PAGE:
I love top ten lists and competition and brackets. I also love book covers. So I started out just picking covers I thought were nice because that’s actually how I discovered C.L. Schneider. After I started doing that, I wondered what to do the covers. The idea for a bracket came pretty quickly after that. I just like to talk about covers. I’d like to see more voters, and I would really like to have more (professional) debates about why this cover works and why that one doesn’t. For now though, it’s really fun, and I’d look at the covers regardless. This just gives me an interesting bit of content to offer my readers.
Has writing about your Mum’s illness and your ‘Trial of Faith’ helped you?
The testimony is first and foremost about giving glory to God. This trial truly shaped me. It saddened me. It broke me. It humbled me. But it also helped me improve my relationship with God. I struggle with pride so much in my life. I was raised in it. I was trained in it while in the Navy (Take Charge! Be a Leader! Be Assertive!). This event was humbling because here I am, a man committed to the idea of, “There’s always something I can do!” Then I’m placed in this situation where I was simply helpless. It’s put me in a place where I’ve realized I’m subject to God’s will and God’s grace, and I’m better for it. Life was hard when I felt like it was all on me. Now I realize my life is in God’s hands, and everything he does, even this, is for good. The testimony reminds me of that. I still struggle with pride. MAN do I struggle with it, but I hope I’m improving and growing.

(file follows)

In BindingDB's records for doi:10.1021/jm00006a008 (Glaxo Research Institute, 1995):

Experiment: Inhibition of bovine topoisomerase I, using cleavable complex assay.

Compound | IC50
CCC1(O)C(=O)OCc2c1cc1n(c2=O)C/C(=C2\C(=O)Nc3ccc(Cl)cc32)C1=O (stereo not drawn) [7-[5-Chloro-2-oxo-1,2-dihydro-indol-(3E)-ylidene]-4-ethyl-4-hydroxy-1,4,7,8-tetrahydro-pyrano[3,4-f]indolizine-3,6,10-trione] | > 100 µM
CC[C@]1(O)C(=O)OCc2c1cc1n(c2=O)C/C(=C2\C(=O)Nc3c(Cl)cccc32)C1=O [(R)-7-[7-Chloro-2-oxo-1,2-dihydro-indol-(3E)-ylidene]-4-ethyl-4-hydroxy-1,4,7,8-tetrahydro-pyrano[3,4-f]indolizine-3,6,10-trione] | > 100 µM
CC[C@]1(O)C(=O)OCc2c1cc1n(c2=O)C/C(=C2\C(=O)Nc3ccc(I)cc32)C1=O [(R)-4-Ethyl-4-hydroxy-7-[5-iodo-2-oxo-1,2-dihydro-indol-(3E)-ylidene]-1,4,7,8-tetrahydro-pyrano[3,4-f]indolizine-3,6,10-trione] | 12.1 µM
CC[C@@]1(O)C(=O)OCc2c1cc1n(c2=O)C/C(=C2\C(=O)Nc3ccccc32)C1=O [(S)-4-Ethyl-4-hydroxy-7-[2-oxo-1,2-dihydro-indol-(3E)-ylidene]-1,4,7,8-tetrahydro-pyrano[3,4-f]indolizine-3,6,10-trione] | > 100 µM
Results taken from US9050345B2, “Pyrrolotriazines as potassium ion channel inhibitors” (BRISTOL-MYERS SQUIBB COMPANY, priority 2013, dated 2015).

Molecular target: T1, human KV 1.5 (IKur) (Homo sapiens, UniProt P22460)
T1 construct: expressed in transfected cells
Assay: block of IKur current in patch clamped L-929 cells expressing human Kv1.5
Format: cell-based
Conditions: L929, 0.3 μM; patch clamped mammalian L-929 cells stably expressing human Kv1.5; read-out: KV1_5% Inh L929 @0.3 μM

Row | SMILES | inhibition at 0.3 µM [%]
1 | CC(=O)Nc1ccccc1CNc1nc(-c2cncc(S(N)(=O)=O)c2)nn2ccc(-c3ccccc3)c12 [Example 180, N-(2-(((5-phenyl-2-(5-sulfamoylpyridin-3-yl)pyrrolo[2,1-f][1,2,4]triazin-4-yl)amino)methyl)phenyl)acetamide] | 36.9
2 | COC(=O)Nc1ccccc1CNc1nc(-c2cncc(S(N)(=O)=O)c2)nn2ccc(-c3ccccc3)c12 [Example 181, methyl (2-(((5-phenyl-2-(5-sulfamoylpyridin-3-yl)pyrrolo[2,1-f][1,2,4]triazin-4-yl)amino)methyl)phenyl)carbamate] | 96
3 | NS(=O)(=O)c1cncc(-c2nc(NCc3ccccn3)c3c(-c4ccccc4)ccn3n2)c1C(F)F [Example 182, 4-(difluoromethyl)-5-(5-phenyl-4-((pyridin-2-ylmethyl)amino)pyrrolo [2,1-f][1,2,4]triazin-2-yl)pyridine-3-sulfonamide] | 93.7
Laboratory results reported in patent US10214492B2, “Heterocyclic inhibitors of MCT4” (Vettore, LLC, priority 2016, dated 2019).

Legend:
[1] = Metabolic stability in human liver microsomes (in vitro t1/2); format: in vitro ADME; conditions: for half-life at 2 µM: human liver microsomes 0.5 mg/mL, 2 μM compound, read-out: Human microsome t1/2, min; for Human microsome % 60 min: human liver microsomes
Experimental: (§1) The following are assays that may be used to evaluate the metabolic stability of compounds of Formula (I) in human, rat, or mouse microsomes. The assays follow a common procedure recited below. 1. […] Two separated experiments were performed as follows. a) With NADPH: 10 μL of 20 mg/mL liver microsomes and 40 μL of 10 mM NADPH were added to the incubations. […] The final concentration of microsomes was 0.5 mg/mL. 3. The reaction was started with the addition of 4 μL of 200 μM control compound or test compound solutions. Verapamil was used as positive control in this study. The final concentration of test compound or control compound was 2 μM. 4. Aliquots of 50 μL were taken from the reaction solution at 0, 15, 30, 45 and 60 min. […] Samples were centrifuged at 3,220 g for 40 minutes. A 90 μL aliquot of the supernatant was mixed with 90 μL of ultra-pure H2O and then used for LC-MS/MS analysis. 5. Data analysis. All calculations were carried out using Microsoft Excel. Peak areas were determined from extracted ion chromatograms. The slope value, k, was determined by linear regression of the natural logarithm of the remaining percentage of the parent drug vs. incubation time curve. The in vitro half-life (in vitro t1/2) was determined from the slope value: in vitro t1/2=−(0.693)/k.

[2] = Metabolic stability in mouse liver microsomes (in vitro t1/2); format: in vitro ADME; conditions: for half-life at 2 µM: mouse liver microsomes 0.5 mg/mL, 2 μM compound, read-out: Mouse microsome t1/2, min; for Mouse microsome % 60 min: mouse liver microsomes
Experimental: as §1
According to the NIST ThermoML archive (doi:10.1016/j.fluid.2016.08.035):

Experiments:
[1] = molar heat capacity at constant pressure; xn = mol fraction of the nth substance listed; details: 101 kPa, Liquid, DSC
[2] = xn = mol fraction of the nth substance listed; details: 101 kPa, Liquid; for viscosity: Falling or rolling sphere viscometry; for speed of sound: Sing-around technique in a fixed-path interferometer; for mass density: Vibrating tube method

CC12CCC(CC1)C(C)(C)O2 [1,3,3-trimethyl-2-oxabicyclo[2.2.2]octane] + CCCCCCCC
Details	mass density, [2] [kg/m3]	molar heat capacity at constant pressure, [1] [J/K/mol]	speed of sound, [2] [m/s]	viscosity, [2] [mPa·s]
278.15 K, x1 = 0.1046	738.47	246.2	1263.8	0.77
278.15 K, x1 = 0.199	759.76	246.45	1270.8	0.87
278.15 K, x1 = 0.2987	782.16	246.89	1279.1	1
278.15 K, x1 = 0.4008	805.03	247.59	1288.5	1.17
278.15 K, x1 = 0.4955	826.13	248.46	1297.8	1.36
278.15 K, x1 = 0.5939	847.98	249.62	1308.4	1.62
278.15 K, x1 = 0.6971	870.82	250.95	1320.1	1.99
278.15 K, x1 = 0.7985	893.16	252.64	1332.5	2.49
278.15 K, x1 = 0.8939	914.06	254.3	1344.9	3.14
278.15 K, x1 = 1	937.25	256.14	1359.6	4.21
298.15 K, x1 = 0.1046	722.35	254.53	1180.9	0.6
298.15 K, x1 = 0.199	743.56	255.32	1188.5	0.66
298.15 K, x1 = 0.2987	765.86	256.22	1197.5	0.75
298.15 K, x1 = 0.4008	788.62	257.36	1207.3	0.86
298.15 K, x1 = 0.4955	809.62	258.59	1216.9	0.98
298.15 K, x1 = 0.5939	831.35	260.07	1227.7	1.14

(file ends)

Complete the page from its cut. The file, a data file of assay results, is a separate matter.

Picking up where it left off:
It also helped me to open up more. As I said above, I already fail to see what’s “interesting” about me. Combine that with the fact that I’m honestly super private and generally selfish with my time, opening up like this has helped me grow as a person.
The greatest help would be hearing, thinking or knowing that my testimony has helped introduce more people to Jesus, and through him God. I fear now that what I’m doing might be brining too much attention on myself and not enough to God (which is the main objective). I feel this way because our faith and grace are evidenced (not granted!) by the fruits of our labors. I’m not honestly sure if’ I’ve born any fruit. I’m not sure if I’ve helped anyone find Jesus or even encouraged anyone going through something similar. That portion of the blog is almost over. I have ideas on what the Sunday blogs will be, but I want them (and everything I do) to glorify God. I may fail more often than I succeed (because we all fall short of the Glory of God), but I want to try.
It’s time to relax! What do you do?
I write. When I’m not writing or watching football, I’m playing video games. Reading is fun. But honestly if I had more time for writing, I’d be much happier. Marketing, editing, publicity, those things just really burn me out.
What TV shows/films do you enjoy watching?
Favorites ever are: Buffy the Vampire Slayer (BEST EVER), How I Met Your Mother, Stargate SG-1, and Supernatural (the first five seasons only). Current series would be Doctor Who, The 100, The Marvel TV shows, Game of Thrones, and Stranger Things.
If you had to choose a character from one of your books to have lunch with, who would it be and why?
Bob from The Journals of Bob Drifter. Sure, he might be there to take my soul, but he’s hundreds of years old. He’d have a ton of stories to tell me before I croaked.
Is there anything else you’d like to share with us?
I’m bad at sharing. Not because I’m unwilling, but because I’m really just sort of baffled at the sorts of things people want to know about. I think I’m pretty boring, so it’s hard to think about things because I just don’t know. I usually talk about my students or my kids (my fiancee’s kids, but I’ve pretty much already hijacked them).
Thank you for joining us today, Matt. Good luck with the release of The Power of Words in October, and best wishes for your wedding and the future.